While he lectured, I thought about Jeannie and her last minutes of life in the car, dying.

When he was done, I said something, I don’t know what, but I was struggling to be polite. We talked. He seemed impatient with me. I excused myself and wandered back to my house. There, I avoided everyone and took the stairs down into the basement. I closed my bedroom door and laid down on the floor.

Jeannie’s father had sent a message. That was good, wasn’t it? He knew about my feelings somehow. He knew about his daughter's feelings.

But she had died alone, at night, cold and in pain. Died on the scene, Mr. Mostrom had said.

And I had never spoken up. Had been many times too late. Had worried about what others would think. Had been vain. Had failed even in my moments of courage. Had tried to avoid embarrassment. I had tried to avoid having my heart broken.

She wasn't just injured. She was dead. It seemed ridiculous. And completely unfair. Of all of the stupid things that teenagers do, this was one of the least evil, the most excusable. But for some reason, that didn't matter. And she was dead.

I started to wonder why her father made sure to pass the word to me. It was an odd thing for an adult to do - to be aware of some kind of love between his daughter and me. And for him to act.

It felt like he was trying to tell me something, not just to mourn but not to fail as spectacularly again as I already had. I should have let myself fall for her, completely and utterly. Holding back had been a mistake. If I had ever thought of repairing that, and I had often, it was too late. She was dead. We get one life. Hers was over.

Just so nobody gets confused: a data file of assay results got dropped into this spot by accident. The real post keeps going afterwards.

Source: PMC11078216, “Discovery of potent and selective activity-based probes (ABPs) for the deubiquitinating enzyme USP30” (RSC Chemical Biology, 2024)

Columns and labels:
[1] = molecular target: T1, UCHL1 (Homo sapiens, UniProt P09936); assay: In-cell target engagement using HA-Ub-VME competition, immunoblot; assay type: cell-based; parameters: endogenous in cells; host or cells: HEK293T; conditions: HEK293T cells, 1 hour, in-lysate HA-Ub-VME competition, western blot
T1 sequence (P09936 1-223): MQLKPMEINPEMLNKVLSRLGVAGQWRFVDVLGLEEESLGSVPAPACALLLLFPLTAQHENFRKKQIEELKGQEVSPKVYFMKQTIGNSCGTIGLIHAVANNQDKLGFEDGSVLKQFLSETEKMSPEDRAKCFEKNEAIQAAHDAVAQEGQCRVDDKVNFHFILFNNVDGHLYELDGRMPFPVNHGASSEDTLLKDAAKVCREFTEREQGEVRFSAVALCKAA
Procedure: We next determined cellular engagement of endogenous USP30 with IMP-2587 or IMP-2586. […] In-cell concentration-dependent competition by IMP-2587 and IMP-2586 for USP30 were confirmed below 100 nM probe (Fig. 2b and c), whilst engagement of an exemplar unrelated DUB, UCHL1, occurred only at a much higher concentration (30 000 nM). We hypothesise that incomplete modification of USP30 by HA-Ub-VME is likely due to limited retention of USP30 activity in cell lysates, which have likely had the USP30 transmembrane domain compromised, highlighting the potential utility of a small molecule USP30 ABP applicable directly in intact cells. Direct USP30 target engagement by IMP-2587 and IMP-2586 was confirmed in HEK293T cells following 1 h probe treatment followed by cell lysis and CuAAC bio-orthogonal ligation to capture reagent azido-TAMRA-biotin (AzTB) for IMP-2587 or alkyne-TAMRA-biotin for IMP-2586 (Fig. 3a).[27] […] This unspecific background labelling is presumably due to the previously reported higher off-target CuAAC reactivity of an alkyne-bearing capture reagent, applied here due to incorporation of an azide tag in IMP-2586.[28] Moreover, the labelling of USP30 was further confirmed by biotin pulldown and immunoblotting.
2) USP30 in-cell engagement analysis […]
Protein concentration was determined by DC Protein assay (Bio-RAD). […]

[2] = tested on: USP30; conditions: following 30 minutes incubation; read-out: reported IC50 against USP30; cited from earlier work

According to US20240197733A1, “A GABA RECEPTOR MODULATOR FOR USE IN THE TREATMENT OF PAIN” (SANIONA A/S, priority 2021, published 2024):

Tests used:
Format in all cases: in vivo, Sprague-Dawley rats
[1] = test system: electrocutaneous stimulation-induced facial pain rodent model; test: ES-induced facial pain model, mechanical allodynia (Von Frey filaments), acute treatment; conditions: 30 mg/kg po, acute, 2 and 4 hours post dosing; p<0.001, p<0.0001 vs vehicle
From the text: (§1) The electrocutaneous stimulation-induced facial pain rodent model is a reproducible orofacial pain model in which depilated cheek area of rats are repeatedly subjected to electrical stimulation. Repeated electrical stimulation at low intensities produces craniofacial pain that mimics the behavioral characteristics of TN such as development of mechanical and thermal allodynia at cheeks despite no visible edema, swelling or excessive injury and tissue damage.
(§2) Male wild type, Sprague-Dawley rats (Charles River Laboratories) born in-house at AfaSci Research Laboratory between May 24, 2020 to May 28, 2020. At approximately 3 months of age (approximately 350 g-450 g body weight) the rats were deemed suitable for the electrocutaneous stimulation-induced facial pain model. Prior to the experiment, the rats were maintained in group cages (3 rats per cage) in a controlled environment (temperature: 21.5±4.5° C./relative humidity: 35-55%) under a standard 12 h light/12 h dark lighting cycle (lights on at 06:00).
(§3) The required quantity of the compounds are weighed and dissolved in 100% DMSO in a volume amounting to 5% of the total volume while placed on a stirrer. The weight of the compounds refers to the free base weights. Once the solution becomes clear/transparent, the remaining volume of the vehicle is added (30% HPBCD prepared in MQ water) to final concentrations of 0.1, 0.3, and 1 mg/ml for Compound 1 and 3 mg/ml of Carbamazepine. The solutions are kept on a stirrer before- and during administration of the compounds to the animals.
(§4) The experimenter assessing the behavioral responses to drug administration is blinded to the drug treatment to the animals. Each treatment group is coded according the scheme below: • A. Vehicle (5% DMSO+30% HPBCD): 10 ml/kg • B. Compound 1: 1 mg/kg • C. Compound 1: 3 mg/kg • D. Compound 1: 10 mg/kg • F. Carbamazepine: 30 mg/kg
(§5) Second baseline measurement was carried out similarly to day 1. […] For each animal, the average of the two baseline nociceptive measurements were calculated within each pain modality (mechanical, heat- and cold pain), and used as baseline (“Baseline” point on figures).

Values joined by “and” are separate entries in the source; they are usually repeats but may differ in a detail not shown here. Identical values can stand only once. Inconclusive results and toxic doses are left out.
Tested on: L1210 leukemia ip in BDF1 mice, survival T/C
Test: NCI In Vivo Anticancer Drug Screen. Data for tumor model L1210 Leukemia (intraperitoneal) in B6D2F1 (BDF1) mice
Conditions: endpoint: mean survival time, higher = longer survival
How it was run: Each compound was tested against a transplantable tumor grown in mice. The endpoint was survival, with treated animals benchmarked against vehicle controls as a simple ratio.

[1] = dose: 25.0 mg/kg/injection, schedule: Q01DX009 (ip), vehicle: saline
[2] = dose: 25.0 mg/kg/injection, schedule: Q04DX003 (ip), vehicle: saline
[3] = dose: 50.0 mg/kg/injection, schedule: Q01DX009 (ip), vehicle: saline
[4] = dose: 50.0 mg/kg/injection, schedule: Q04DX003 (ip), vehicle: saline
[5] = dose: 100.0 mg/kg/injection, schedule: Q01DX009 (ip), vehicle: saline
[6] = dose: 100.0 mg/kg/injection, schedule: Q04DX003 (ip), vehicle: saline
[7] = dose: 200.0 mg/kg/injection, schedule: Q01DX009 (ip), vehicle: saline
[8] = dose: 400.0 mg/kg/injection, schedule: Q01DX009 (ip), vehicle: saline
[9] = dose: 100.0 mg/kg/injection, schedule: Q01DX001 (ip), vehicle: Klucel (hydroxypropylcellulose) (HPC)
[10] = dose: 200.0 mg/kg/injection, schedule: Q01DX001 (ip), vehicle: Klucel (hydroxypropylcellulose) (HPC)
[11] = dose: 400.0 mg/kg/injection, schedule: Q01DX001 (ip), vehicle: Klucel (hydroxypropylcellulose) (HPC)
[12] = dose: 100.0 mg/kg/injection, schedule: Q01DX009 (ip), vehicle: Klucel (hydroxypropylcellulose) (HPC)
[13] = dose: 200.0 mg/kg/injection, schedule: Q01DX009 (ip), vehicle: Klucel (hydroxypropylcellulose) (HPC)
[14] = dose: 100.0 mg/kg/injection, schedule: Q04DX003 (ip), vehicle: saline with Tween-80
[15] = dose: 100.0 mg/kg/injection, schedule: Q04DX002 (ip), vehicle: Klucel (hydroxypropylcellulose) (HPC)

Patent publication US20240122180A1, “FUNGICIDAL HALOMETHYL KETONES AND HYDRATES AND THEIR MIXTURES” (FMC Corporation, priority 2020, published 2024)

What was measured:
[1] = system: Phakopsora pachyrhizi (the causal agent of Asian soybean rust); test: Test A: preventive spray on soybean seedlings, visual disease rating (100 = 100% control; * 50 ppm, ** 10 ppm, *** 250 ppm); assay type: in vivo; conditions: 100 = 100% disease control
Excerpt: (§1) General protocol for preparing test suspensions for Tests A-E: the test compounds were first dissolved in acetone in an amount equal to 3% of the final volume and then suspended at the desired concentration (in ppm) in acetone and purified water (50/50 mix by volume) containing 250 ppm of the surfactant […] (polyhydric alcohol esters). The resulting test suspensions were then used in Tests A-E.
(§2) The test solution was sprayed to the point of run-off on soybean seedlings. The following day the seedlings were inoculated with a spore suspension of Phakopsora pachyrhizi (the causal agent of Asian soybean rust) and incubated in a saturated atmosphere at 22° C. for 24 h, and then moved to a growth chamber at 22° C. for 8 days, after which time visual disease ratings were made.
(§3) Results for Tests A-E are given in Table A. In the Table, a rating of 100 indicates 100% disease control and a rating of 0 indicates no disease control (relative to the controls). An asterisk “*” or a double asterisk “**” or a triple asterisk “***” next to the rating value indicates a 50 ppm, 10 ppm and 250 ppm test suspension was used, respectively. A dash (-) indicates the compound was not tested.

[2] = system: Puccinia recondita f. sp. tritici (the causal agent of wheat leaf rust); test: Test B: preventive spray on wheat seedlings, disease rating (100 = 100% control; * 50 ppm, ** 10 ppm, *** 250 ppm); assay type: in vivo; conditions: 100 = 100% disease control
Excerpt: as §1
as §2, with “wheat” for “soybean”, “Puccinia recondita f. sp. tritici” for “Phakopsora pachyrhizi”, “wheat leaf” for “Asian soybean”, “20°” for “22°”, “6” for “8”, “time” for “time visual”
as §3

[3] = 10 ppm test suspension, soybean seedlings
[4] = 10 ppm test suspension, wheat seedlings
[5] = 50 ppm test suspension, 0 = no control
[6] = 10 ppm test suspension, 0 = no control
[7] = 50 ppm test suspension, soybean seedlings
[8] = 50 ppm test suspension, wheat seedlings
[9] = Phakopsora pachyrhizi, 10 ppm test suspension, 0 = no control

It was my failure to take a risk and get hurt that kept us from being a little happier.

Sunday, May 1, 2022

Not Even Not Zen 253: Biomythography - Note 27.3, Hesitation and Fear

Biomythography - Note 27.3
Hesitation and Fear of Rejection


When I was twelve I wintered at the YMCA. There were no girls of interest in my swim practices there but I was satisfied anyway. It was cold outside and I was glad to keep in shape for the summer. That's when I could be surrounded by girls again and prove that I was good at something. The other kids at the YMCA were still fun. I liked the place. I enjoyed being on the team. My best friend was Aki and even though we had to compete against each other, we managed to share laughs at every meet. But my family moved out of the county. That was the end of swimming there.

My parents found a winter club that practiced in Montgomery Village no more than twenty minutes from our new home. Those kids, too, were fine. The training wasn't the best but it was good enough to keep me fit. When summer league came back, I kept winning. Girls saw me finishing in first place again. I managed to talk with some of them. One got a crush on me and I crushed on her right back. We flirted for months.